Part of the joy of going to Hay is getting to see writers talk about their latest novels. In ‘Fictions’ talks, authors are generally presented in pairs and the talks are given a particular theme that ties the two books together, with a host engaging in a discussion about the starting points, characters, and other elements of the books with the authors. I haven’t yet worked out if it’s more practical to read the books before or after – sometimes the discussions can be a bit spoiler-y, particularly when the authors read excerpts aloud (why do they always pick the last chapter?) – but seeing as the talk itself is part of the promo circuit for the author (and they sell signed copies directly afterwards), I’ve always thought it wiser to wait until you can hear what they’ve got to say about the book before plunging in.

So! Today’s theme was ‘Gothics’ – we’re talking supernatural, horror stuff here. Always fun. It turned out both novels had a strong vampiric theme; Lauren Owen was discussing her debut novel The Quick, and Marcus Sedgwick was there with his new novel A Love Like Blood.

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Set in 1892, The Quick follows siblings Charlotte and James recovering from trauma in bleary Yorkshire, while also focusing on an elite private members’ club in London called the Aegolius Club; I got the impression from the talk that all the members of said club are vampires. Generally speaking, The Quick has received very favourable reviews. Owen is a graduate of the prestigious Creative Writing course at the University of East Anglia  (which also boasts Kazuo Ishiguro and Ian McEwan as alumni) – beats the Creative Writing course at Hull, I guess – and I’ve got to admit, the novel sounded very good. She read an excerpt aloud and the writing was very smooth and elegant – I’d definitely give this one a try if it fell into my eyeline.

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Sedgwick’s first adult novel (he’s normally a YA writer) follows a man named Charles Jackson and his life from 1944 to the 1960s. After Jackson’s girlfriend is murdered, he becomes obsessed with tracking down a man who he suspects has vampiric tendencies, partly driven by his own thirst for revenge. Sedgwick mentioned that one of his starting points was the word ‘haemophilia’, a peculiar name for a disease: it literally means ‘a love of blood’. Some reviews pointed out that the overall theme and structure of the story played it safe, but Sedgwick crafted a very interesting character and it was an impressive read. That said, I didn’t feel as keen to pick up A Love Like Blood, but that might be because Sedgwick read out an excerpt that was badly written (he overdoses on adverbs).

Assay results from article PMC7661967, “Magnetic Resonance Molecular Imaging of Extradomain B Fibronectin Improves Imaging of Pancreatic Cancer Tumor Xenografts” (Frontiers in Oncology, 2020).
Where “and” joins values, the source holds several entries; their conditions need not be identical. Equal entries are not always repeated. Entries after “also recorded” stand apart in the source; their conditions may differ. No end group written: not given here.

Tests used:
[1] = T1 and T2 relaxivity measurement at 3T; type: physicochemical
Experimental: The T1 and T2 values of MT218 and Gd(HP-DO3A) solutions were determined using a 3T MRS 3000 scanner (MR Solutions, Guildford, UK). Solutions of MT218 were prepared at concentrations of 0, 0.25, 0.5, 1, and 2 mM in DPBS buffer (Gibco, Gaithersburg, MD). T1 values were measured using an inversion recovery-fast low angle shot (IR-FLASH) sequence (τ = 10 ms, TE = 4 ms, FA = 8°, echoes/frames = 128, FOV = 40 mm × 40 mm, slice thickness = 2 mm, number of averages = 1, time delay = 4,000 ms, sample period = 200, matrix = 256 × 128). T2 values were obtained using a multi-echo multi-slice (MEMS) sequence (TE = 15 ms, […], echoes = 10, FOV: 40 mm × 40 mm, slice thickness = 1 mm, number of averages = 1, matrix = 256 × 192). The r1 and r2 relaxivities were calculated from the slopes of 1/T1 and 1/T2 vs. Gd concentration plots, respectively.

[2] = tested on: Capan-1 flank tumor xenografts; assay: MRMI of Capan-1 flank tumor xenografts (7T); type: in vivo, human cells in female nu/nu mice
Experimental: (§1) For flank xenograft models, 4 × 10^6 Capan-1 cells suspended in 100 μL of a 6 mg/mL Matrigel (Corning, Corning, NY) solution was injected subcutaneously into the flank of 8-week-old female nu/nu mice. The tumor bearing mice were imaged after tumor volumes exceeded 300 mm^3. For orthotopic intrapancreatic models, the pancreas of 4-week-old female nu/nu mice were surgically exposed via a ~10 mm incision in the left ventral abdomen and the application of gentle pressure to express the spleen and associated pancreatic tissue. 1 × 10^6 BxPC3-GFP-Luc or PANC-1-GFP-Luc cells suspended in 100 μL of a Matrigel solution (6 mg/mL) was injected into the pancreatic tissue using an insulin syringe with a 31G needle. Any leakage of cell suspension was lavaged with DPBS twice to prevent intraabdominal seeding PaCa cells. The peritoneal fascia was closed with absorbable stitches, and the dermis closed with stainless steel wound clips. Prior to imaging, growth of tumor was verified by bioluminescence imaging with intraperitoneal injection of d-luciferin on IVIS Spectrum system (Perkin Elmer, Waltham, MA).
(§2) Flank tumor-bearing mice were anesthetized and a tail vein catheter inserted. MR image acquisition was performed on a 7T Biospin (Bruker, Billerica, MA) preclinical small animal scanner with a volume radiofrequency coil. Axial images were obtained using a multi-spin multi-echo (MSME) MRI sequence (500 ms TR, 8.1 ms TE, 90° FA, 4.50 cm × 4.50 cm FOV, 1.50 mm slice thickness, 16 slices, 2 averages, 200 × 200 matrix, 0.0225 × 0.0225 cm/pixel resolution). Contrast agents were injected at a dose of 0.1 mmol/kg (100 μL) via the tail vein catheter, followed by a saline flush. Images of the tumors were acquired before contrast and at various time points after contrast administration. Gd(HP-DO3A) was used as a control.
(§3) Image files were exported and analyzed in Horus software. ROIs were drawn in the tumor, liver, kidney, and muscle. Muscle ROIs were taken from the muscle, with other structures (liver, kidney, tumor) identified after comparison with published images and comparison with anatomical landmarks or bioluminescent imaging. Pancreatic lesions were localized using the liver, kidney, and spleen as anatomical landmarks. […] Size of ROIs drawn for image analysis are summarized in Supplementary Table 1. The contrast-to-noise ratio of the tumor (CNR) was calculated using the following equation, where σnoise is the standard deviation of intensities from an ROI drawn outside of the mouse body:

Both authors had plenty to discuss when it came to vampires. Their starting points were, naturally, Bram Stoker’s Dracula, and it seemed that Owen’s book in particular looks back at this traditional incarnation of the vampire (I suspect the time period she set the novel in had an influence on that). Of course, vampires have changed a lot since Dracula, and I was keen to ask the authors (as part of the audience Q&A) what they make of vampires going from bloodsuckers to boyfriends in today’s pop culture. Sedgwick pointed out that vampires were always villains until Anne Rice made it tragic to be a vampire; after all, being immortal and undead is not a barrel of laughs, and vampires look human enough (indeed, they were once humans) – so why not ascribe human emotions to them, too? Owen said that vampires are often considered damaged and fiendish, which is part of their appeal. They’re versatile gothic characters in the sense that there is a mix of fear and desire in their nature and their being. I’ll go into this in great detail in an upcoming Throwback Thursday post, so I won’t spend too much time on it now.

Another cool reason to see authors talk about their novels is that they have a lot to say about the writing process. It seems to vary wildly from person to person, but it’s comforting to know that everyone has their struggles and their unique ways of overcoming them. Lauren Owen had a great metaphor for writer’s block – she compared it to starting a car. If you’ve got an idea, sometimes you have to keep revving and revving before it fully takes off (or the car starts, as it were), but sometimes you have to accept that no matter how much you rev or twist the key, the car is dead and you have to stop.

So at the end of it all, do I want to read the books? I’m not generally a fan of vampire novels – I love Dracula but the modern stuff doesn’t appeal to me – but Owen’s novel sounded interesting. I think I’ll add it to the list. Another great talk at Hay! I’ll be writing about one more before I go back into book reviews, so keep your eyes peeled for that.

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Hay Festival 2014: The Vagenda: A Zero Tolerance Guide to the Media – Rhiannon Lucy Cosslett and Holly Baxter

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I don’t read non-fiction books very often, which is something I need to rectify, pronto. They’re often very informative and make for compulsive reads, but novels are more up my street. With this one, however, I had a bit of a personal tie. The Vagenda book sprang from the blogzine of the same name, which has been running for a couple of years. I’m a big fan of the blog and often engage with the team on Twitter, and last July I wrote an article for it, which is something I’d love to do again. I was invited to the book launch of The Vagenda, which was a barmy experience involving a basement bard in Shoreditch and cakes that looked like VERY realistic vaginas, so I snapped up a copy very quickly – and noticed that Cosslett and Baxter were talking at Hay, so got tickets for that, too. But first, let’s talk about the book.